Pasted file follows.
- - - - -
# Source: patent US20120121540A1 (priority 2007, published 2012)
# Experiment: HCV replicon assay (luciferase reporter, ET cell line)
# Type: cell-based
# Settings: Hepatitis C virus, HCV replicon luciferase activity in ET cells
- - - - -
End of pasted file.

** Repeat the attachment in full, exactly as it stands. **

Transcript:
# Source: patent US20120121540A1 (priority 2007, published 2012)
# Experiment: HCV replicon assay (luciferase reporter, ET cell line)
# Type: cell-based
# Settings: Hepatitis C virus, HCV replicon luciferase activity in ET cells